You've read Debra Dixon's book several times and used it to plot out one or more novels or novellas. You understand external and internal goals and their related motivations. You have a good grasp on conflict, and yet your novels either seem weak in the areas of tension and suspense, or agents and editors keep passing on your partials or fulls. What's missing? What are you doing wrong? Goals, motivations and conflicts can be fantastic, but they must also be presented in a way that motivates readers to read. Take a fresh look at GMC with this workshop which will show you how to look at goals, motivations and conflicts from a reader's point of view. We'll explore ways to ensure that your GMCs will work together well as well as investigate how well you have applied them. Come prepared to analyze novels on your bookshelf or e-reader (no TV or movies allowed) the way a literature professor would, and do exercises writing new scenes with instructor-given GMCs. And then apply the lessons learned to your own WIPs so that your GMC charts are not only crystal clear, but those GMCs flood the page with prose that rivets the reader's attention like a bestseller.
Exploiting Plot and Theme
Come to this workshop with a working knowledge of plot and theme. If you understand basic plots and their underlying themes but feel you haven't exploited either one to the fullest, this is the workshop for you. Be prepared to dig into your themes and plots to a deeper level. You may even end up making radical shifts in your plot and/or change your theme. You must understand yourself as a writer to make deep connections with your themes. Each theme must be thoroughly explored to be understood and used by authors. Theme should be woven into every aspect of your story. We will do specific writing exercises based on chosen themes. Through lessons and exercises we will explore common themes in stories and connect them with our own personal outlooks on life. We will learn how to present themes in multiple ways in the same story as well as ways to broaden your theme so that it will appeal to the many different readers who will interpret your theme as they read.
Get Grammar and Style Beginner 3 Weeks
What's a style or a voice and where do I get one? Whether you "get" grammar or not, your style and voice come from how you use grammar. This grammar-based style-enhancing workshop is for writers who don't "get" grammar or for those who think they don't want to get it. Proper use of grammar and style makes a story flow smoothly, page after page. Poorly constructed sentences and paragraphs ruin the pace of your novel and make editors and agents pass up your manuscript. Let me guide you through a review of basic grammar terms, punctuation and capitalization and show you sentence pattern techniques you can put right to use the day you learn them.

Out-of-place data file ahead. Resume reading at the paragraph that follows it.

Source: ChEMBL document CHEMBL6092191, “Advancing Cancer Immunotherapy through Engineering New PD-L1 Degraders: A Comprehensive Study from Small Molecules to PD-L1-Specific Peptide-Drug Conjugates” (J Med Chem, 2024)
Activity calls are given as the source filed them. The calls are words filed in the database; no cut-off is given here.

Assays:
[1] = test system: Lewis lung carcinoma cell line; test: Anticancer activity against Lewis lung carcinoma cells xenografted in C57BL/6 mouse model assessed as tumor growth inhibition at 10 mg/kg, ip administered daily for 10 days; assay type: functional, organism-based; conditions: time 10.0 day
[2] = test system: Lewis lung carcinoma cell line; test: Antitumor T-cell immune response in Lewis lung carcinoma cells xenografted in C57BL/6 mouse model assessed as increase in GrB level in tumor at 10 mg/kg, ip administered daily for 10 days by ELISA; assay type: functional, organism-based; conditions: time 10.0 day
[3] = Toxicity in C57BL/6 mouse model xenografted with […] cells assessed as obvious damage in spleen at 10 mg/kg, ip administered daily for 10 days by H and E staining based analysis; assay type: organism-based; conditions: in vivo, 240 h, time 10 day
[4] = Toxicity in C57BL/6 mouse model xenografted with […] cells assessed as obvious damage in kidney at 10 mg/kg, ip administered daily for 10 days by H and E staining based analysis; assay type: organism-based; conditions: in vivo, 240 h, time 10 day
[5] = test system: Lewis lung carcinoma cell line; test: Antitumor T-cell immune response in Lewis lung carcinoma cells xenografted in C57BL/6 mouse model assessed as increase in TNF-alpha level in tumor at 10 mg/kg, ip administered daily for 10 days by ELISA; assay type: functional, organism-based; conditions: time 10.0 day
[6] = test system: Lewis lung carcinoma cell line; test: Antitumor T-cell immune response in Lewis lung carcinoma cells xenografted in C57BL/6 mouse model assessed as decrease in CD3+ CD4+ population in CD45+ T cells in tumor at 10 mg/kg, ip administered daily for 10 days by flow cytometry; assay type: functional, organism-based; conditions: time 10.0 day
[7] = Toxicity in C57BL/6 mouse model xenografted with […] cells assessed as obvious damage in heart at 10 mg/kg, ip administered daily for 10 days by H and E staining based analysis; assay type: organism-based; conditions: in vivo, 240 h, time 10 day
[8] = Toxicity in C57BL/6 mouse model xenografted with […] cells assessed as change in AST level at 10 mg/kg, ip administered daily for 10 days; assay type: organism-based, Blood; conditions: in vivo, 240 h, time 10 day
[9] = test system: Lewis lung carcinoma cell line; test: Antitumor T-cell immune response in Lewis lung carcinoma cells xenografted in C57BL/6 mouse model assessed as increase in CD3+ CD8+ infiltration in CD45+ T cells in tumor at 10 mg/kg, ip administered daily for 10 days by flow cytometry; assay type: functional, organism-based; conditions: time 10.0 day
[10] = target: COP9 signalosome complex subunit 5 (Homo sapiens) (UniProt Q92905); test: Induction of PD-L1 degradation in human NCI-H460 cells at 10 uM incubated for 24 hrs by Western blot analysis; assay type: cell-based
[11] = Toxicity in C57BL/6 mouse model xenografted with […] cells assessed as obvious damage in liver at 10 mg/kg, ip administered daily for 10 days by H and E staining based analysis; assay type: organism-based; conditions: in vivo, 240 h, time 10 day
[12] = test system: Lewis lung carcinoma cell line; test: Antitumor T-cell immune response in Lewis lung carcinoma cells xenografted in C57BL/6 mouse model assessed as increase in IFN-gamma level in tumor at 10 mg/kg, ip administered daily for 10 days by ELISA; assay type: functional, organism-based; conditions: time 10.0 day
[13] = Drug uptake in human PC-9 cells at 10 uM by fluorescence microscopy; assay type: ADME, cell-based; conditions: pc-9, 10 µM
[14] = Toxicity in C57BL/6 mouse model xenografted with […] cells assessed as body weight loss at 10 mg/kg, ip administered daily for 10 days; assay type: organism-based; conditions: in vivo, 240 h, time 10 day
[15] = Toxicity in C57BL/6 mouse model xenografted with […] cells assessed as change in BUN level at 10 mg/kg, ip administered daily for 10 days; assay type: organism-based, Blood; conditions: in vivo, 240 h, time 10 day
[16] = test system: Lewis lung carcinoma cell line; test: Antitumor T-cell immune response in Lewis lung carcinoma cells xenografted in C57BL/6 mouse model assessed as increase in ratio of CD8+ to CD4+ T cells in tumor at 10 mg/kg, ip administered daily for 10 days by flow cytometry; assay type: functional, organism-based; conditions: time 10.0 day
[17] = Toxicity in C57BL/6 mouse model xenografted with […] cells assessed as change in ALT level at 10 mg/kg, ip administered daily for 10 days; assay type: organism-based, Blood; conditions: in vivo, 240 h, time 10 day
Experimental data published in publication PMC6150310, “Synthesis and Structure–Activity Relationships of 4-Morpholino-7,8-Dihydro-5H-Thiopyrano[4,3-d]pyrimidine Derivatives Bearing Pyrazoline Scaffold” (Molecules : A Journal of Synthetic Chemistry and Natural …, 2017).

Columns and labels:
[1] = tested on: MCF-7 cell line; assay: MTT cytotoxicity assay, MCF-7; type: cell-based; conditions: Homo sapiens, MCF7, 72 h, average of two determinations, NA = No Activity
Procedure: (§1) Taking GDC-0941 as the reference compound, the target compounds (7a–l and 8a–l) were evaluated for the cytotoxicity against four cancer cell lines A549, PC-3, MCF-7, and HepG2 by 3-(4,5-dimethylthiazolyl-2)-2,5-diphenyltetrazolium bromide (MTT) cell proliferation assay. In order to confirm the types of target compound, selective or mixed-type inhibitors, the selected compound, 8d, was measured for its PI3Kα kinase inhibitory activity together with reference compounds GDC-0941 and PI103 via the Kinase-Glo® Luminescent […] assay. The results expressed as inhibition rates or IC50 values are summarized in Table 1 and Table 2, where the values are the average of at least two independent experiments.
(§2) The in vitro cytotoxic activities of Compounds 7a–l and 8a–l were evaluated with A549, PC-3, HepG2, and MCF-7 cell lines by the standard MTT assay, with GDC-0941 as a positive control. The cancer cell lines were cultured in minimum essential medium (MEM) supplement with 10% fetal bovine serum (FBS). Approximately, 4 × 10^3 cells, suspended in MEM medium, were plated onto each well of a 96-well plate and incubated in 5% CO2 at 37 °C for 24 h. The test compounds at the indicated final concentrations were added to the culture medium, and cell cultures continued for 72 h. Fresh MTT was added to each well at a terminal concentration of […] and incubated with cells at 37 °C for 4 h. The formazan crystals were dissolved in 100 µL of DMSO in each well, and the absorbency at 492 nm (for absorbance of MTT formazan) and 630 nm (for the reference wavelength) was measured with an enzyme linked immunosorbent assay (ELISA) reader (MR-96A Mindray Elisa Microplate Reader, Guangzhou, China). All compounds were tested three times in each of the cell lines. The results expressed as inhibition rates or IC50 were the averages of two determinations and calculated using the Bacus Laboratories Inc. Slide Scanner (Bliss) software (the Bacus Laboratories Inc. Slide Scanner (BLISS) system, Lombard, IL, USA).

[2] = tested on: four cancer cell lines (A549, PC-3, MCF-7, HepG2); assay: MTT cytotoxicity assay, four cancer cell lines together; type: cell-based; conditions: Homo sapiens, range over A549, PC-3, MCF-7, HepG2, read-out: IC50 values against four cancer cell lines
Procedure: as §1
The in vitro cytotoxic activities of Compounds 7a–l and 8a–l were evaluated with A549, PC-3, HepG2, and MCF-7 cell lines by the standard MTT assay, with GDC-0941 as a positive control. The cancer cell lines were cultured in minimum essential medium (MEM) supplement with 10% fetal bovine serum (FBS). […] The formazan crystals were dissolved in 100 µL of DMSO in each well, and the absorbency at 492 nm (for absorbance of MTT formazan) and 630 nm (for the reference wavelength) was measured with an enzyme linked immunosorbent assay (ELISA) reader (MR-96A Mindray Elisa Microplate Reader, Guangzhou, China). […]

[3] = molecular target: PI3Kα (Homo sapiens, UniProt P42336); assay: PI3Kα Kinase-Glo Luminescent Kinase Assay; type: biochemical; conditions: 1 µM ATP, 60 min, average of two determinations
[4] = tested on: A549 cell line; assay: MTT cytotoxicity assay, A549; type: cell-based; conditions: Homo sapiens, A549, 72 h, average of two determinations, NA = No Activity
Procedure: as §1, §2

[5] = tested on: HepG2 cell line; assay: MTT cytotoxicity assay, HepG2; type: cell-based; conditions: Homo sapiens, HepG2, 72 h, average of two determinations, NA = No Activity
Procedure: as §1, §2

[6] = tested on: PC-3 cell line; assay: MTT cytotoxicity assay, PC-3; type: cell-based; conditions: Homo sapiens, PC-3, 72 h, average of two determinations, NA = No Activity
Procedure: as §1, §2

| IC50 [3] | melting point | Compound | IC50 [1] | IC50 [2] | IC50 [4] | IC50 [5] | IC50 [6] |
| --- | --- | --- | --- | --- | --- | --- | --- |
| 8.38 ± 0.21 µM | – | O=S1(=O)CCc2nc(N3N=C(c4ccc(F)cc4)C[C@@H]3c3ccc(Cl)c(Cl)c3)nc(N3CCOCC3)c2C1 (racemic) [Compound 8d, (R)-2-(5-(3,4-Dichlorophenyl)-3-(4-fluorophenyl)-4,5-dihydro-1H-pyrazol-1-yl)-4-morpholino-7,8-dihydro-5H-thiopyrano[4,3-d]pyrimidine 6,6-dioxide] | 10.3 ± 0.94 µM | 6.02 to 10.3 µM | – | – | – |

Get Grammar and Style Intermediate 3 Weeks
Looking for ways to improve your style without losing your unique voice? This style-enhancing workshop is for writers who want to learn more ways to show off their style. Proper use of complex grammar constructions such as phrases and clauses can pack a wallop of tension, emotion or information without knocking the reader out of the story. Poorly constructed sentences and paragraphs can slow down or confuse readers. Let me guide you through higher level grammar constructions including phrases, clauses, auxiliary verbs, and sentence modifiers, and show you the related sentence pattern techniques so you can put them right to use. Includes a review of "no nos" such as run-on sentences and misplaced modifiers.
Get Grammar and Style Advanced 3 Weeks
Take charge of your style and make your voice shout! This workshop is for writers who want to learn advanced grammar and style techniques to use in developing their unique style. Lectures will post on Mondays, Wednesdays and Fridays to guide you through higher level grammar concepts including parallel structures, the use of subtext, colloquial and vernacular phrases, and idioms. Includes practice with complex grammatical "no nos" such as adjective-adverb errors, idiom and coordination errors. Explores a variety of style choices such as head-hopping, talking heads in dialogue, showing versus telling, slipping into omniscient point-of-view, revealing too much and too little information, and examines the pros and cons of each.
Advanced Plot Techniques
You've heard about plot devices and literary techniques but you're not sure exactly what they are or how you could use them. This workshop explores more than a baker's dozen literary devices and plot techniques in simple, easy-to-grasp terms. After looking at examples from modern novels and doing exercises to give you practice with some of the techniques, you will walk away from this workshop with a raft of ways to move your next plot along into new dimensions. Includes lessons on alternate plot structures, genre-specific structures that work, subplots, exploiting plot twists, and applying motifs and symbolism. Every lesson emphasizes how to move your plot along for a fast-paced read.
You Are What You Say
This workshop examines the elements needed to reveal character through dialogue. Using character development techniques you already know such as goals, motivations, and backstory, learn how to reveal strong characters through their words and connect those words to other elements in your story. Successful novels have an increasing amount of dialogue over narration, forcing dialogue sequences to do more and more of the work of telling the story. Learn how to reveal important information about characters, turning thoughts, appearances, and actions into spoken words. Workshop includes lessons on using dialogue to build tension and anticipation, reveal story secrets, enhance setting and hit readers in the gut with emotion. Includes lessons on dialogue tags, and blending dialogue with narration. Examples from bestselling novels offered as models.